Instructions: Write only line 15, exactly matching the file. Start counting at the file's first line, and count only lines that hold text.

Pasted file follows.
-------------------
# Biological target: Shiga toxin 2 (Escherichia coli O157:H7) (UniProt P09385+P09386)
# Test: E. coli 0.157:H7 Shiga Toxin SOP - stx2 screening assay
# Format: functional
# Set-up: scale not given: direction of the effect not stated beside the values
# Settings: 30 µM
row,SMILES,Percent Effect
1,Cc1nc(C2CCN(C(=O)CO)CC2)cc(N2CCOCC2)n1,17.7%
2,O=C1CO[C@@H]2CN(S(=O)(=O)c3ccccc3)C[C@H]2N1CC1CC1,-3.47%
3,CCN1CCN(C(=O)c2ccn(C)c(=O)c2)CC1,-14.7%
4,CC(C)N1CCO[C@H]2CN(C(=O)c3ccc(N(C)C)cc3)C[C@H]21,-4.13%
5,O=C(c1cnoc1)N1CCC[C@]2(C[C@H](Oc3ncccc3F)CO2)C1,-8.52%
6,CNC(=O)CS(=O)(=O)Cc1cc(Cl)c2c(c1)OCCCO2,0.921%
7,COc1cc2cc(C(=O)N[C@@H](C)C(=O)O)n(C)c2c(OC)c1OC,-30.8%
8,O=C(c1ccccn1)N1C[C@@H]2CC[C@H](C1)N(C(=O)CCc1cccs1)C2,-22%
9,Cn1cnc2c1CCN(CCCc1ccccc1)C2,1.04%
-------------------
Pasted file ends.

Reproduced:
9,Cn1cnc2c1CCN(CCCc1ccccc1)C2,1.04%